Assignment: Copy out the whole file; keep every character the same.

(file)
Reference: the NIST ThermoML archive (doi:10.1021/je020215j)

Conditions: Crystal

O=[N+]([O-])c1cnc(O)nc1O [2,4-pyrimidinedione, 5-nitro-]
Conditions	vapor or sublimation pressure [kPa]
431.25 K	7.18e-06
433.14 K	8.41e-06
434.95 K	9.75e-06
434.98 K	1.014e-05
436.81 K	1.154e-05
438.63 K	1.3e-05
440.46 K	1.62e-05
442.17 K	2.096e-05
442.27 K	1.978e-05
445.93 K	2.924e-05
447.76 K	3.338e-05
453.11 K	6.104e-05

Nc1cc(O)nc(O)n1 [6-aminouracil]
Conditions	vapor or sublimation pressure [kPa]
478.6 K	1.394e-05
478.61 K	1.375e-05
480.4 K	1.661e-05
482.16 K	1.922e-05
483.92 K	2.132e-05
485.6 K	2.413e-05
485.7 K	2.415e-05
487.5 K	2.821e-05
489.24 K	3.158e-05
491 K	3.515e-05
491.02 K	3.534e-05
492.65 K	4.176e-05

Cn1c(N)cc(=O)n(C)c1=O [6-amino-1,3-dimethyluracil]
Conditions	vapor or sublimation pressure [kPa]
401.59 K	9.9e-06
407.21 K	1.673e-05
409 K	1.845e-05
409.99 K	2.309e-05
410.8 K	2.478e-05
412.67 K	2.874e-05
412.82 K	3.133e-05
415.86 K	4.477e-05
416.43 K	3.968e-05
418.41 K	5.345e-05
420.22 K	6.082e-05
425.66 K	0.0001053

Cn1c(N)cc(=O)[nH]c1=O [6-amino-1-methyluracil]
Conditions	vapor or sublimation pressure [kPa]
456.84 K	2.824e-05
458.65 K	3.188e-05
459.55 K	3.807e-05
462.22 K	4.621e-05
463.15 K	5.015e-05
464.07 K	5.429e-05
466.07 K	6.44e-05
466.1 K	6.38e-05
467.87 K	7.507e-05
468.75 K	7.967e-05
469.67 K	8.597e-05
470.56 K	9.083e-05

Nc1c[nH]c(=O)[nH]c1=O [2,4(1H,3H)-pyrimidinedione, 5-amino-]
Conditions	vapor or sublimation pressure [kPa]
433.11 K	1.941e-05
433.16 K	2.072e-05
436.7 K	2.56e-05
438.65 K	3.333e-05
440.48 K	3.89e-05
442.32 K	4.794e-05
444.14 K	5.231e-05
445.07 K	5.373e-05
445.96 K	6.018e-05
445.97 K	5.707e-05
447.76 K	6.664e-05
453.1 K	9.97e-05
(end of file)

Reference: the NIST ThermoML archive (doi:10.1021/je020215j)

Conditions: Crystal

O=[N+]([O-])c1cnc(O)nc1O [2,4-pyrimidinedione, 5-nitro-]
Conditions	vapor or sublimation pressure [kPa]
431.25 K	7.18e-06
433.14 K	8.41e-06
434.95 K	9.75e-06
434.98 K	1.014e-05
436.81 K	1.154e-05
438.63 K	1.3e-05
440.46 K	1.62e-05
442.17 K	2.096e-05
442.27 K	1.978e-05
445.93 K	2.924e-05
447.76 K	3.338e-05
453.11 K	6.104e-05

Nc1cc(O)nc(O)n1 [6-aminouracil]
Conditions	vapor or sublimation pressure [kPa]
478.6 K	1.394e-05
478.61 K	1.375e-05
480.4 K	1.661e-05
482.16 K	1.922e-05
483.92 K	2.132e-05
485.6 K	2.413e-05
485.7 K	2.415e-05
487.5 K	2.821e-05
489.24 K	3.158e-05
491 K	3.515e-05
491.02 K	3.534e-05
492.65 K	4.176e-05

Cn1c(N)cc(=O)n(C)c1=O [6-amino-1,3-dimethyluracil]
Conditions	vapor or sublimation pressure [kPa]
401.59 K	9.9e-06
407.21 K	1.673e-05
409 K	1.845e-05
409.99 K	2.309e-05
410.8 K	2.478e-05
412.67 K	2.874e-05
412.82 K	3.133e-05
415.86 K	4.477e-05
416.43 K	3.968e-05
418.41 K	5.345e-05
420.22 K	6.082e-05
425.66 K	0.0001053

Cn1c(N)cc(=O)[nH]c1=O [6-amino-1-methyluracil]
Conditions	vapor or sublimation pressure [kPa]
456.84 K	2.824e-05
458.65 K	3.188e-05
459.55 K	3.807e-05
462.22 K	4.621e-05
463.15 K	5.015e-05
464.07 K	5.429e-05
466.07 K	6.44e-05
466.1 K	6.38e-05
467.87 K	7.507e-05
468.75 K	7.967e-05
469.67 K	8.597e-05
470.56 K	9.083e-05

Nc1c[nH]c(=O)[nH]c1=O [2,4(1H,3H)-pyrimidinedione, 5-amino-]
Conditions	vapor or sublimation pressure [kPa]
433.11 K	1.941e-05
433.16 K	2.072e-05
436.7 K	2.56e-05
438.65 K	3.333e-05
440.48 K	3.89e-05
442.32 K	4.794e-05
444.14 K	5.231e-05
445.07 K	5.373e-05
445.96 K	6.018e-05
445.97 K	5.707e-05
447.76 K	6.664e-05
453.1 K	9.97e-05